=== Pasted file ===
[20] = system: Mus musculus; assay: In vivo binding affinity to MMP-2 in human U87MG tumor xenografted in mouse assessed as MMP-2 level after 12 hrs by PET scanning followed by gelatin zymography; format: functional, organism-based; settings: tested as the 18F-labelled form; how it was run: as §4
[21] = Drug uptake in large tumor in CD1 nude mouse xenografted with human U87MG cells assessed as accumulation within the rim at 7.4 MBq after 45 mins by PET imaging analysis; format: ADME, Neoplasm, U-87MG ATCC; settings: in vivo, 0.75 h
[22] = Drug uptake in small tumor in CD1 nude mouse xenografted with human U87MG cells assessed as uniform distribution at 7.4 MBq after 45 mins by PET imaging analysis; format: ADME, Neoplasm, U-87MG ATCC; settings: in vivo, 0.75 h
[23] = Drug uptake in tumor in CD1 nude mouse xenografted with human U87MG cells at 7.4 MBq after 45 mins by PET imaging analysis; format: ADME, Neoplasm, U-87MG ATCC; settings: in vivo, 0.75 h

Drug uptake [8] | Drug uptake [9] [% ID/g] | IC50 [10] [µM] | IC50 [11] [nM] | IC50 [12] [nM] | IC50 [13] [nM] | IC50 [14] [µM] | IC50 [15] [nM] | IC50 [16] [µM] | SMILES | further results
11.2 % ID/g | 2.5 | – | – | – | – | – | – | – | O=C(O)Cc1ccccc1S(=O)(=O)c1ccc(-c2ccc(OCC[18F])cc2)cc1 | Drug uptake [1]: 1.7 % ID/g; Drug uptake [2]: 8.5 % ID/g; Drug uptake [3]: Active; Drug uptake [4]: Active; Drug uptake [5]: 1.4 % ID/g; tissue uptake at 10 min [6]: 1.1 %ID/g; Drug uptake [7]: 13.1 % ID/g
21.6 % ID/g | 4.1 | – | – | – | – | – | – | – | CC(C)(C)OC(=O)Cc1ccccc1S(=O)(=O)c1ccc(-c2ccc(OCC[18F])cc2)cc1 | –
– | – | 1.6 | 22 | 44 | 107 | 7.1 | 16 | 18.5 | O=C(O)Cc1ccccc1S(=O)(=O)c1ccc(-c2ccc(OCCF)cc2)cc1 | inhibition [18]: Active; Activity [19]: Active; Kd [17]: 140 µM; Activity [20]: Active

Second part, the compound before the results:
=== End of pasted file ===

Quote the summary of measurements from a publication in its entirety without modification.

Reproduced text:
[20] = system: Mus musculus; assay: In vivo binding affinity to MMP-2 in human U87MG tumor xenografted in mouse assessed as MMP-2 level after 12 hrs by PET scanning followed by gelatin zymography; format: functional, organism-based; settings: tested as the 18F-labelled form; how it was run: as §4
[21] = Drug uptake in large tumor in CD1 nude mouse xenografted with human U87MG cells assessed as accumulation within the rim at 7.4 MBq after 45 mins by PET imaging analysis; format: ADME, Neoplasm, U-87MG ATCC; settings: in vivo, 0.75 h
[22] = Drug uptake in small tumor in CD1 nude mouse xenografted with human U87MG cells assessed as uniform distribution at 7.4 MBq after 45 mins by PET imaging analysis; format: ADME, Neoplasm, U-87MG ATCC; settings: in vivo, 0.75 h
[23] = Drug uptake in tumor in CD1 nude mouse xenografted with human U87MG cells at 7.4 MBq after 45 mins by PET imaging analysis; format: ADME, Neoplasm, U-87MG ATCC; settings: in vivo, 0.75 h

Drug uptake [8] | Drug uptake [9] [% ID/g] | IC50 [10] [µM] | IC50 [11] [nM] | IC50 [12] [nM] | IC50 [13] [nM] | IC50 [14] [µM] | IC50 [15] [nM] | IC50 [16] [µM] | SMILES | further results
11.2 % ID/g | 2.5 | – | – | – | – | – | – | – | O=C(O)Cc1ccccc1S(=O)(=O)c1ccc(-c2ccc(OCC[18F])cc2)cc1 | Drug uptake [1]: 1.7 % ID/g; Drug uptake [2]: 8.5 % ID/g; Drug uptake [3]: Active; Drug uptake [4]: Active; Drug uptake [5]: 1.4 % ID/g; tissue uptake at 10 min [6]: 1.1 %ID/g; Drug uptake [7]: 13.1 % ID/g
21.6 % ID/g | 4.1 | – | – | – | – | – | – | – | CC(C)(C)OC(=O)Cc1ccccc1S(=O)(=O)c1ccc(-c2ccc(OCC[18F])cc2)cc1 | –
– | – | 1.6 | 22 | 44 | 107 | 7.1 | 16 | 18.5 | O=C(O)Cc1ccccc1S(=O)(=O)c1ccc(-c2ccc(OCCF)cc2)cc1 | inhibition [18]: Active; Activity [19]: Active; Kd [17]: 140 µM; Activity [20]: Active

Second part, the compound before the results: